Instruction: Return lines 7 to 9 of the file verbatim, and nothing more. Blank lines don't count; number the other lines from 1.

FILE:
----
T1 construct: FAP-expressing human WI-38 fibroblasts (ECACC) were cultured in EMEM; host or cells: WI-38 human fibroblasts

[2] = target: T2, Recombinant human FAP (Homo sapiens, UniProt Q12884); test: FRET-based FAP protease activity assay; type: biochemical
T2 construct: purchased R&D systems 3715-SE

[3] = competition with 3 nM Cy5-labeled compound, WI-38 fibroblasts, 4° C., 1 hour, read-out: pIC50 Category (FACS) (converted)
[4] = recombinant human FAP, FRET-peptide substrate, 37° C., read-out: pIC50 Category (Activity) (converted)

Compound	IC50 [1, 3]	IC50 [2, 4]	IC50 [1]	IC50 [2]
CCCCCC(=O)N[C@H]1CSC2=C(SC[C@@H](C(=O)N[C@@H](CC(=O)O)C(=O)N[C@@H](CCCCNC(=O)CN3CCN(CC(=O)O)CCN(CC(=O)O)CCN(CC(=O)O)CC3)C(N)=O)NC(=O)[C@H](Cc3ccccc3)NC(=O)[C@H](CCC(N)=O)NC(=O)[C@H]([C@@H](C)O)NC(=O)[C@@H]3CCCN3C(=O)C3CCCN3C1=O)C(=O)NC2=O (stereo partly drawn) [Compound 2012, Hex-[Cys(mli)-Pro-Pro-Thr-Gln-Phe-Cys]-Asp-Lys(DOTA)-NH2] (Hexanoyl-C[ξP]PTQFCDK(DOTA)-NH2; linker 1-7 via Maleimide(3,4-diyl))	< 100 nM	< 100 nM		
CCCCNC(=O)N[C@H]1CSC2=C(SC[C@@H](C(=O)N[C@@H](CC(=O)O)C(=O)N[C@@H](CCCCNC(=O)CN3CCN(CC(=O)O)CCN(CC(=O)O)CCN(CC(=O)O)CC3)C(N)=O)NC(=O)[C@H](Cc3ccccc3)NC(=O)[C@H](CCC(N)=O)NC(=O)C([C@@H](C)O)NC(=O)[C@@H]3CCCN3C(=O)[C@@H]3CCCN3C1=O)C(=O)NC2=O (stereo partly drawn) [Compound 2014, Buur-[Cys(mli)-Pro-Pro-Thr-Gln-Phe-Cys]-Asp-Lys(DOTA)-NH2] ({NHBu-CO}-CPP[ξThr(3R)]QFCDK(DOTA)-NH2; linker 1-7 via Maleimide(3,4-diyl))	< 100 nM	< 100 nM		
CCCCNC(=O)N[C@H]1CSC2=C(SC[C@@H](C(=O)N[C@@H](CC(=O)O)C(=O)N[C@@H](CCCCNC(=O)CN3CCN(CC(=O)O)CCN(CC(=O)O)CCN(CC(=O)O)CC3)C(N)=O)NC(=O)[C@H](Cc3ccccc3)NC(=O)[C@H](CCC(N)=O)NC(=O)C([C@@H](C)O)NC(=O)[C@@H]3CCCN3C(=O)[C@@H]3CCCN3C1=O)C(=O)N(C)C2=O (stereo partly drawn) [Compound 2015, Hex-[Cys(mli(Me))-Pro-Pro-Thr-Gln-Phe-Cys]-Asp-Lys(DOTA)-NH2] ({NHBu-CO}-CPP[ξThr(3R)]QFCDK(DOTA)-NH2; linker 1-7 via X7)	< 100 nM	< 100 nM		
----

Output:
CCCCCC(=O)N[C@H]1CSC2=C(SC[C@@H](C(=O)N[C@@H](CC(=O)O)C(=O)N[C@@H](CCCCNC(=O)CN3CCN(CC(=O)O)CCN(CC(=O)O)CCN(CC(=O)O)CC3)C(N)=O)NC(=O)[C@H](Cc3ccccc3)NC(=O)[C@H](CCC(N)=O)NC(=O)[C@H]([C@@H](C)O)NC(=O)[C@@H]3CCCN3C(=O)C3CCCN3C1=O)C(=O)NC2=O (stereo partly drawn) [Compound 2012, Hex-[Cys(mli)-Pro-Pro-Thr-Gln-Phe-Cys]-Asp-Lys(DOTA)-NH2] (Hexanoyl-C[ξP]PTQFCDK(DOTA)-NH2; linker 1-7 via Maleimide(3,4-diyl))	< 100 nM	< 100 nM		
CCCCNC(=O)N[C@H]1CSC2=C(SC[C@@H](C(=O)N[C@@H](CC(=O)O)C(=O)N[C@@H](CCCCNC(=O)CN3CCN(CC(=O)O)CCN(CC(=O)O)CCN(CC(=O)O)CC3)C(N)=O)NC(=O)[C@H](Cc3ccccc3)NC(=O)[C@H](CCC(N)=O)NC(=O)C([C@@H](C)O)NC(=O)[C@@H]3CCCN3C(=O)[C@@H]3CCCN3C1=O)C(=O)NC2=O (stereo partly drawn) [Compound 2014, Buur-[Cys(mli)-Pro-Pro-Thr-Gln-Phe-Cys]-Asp-Lys(DOTA)-NH2] ({NHBu-CO}-CPP[ξThr(3R)]QFCDK(DOTA)-NH2; linker 1-7 via Maleimide(3,4-diyl))	< 100 nM	< 100 nM		
CCCCNC(=O)N[C@H]1CSC2=C(SC[C@@H](C(=O)N[C@@H](CC(=O)O)C(=O)N[C@@H](CCCCNC(=O)CN3CCN(CC(=O)O)CCN(CC(=O)O)CCN(CC(=O)O)CC3)C(N)=O)NC(=O)[C@H](Cc3ccccc3)NC(=O)[C@H](CCC(N)=O)NC(=O)C([C@@H](C)O)NC(=O)[C@@H]3CCCN3C(=O)[C@@H]3CCCN3C1=O)C(=O)N(C)C2=O (stereo partly drawn) [Compound 2015, Hex-[Cys(mli(Me))-Pro-Pro-Thr-Gln-Phe-Cys]-Asp-Lys(DOTA)-NH2] ({NHBu-CO}-CPP[ξThr(3R)]QFCDK(DOTA)-NH2; linker 1-7 via X7)	< 100 nM	< 100 nM		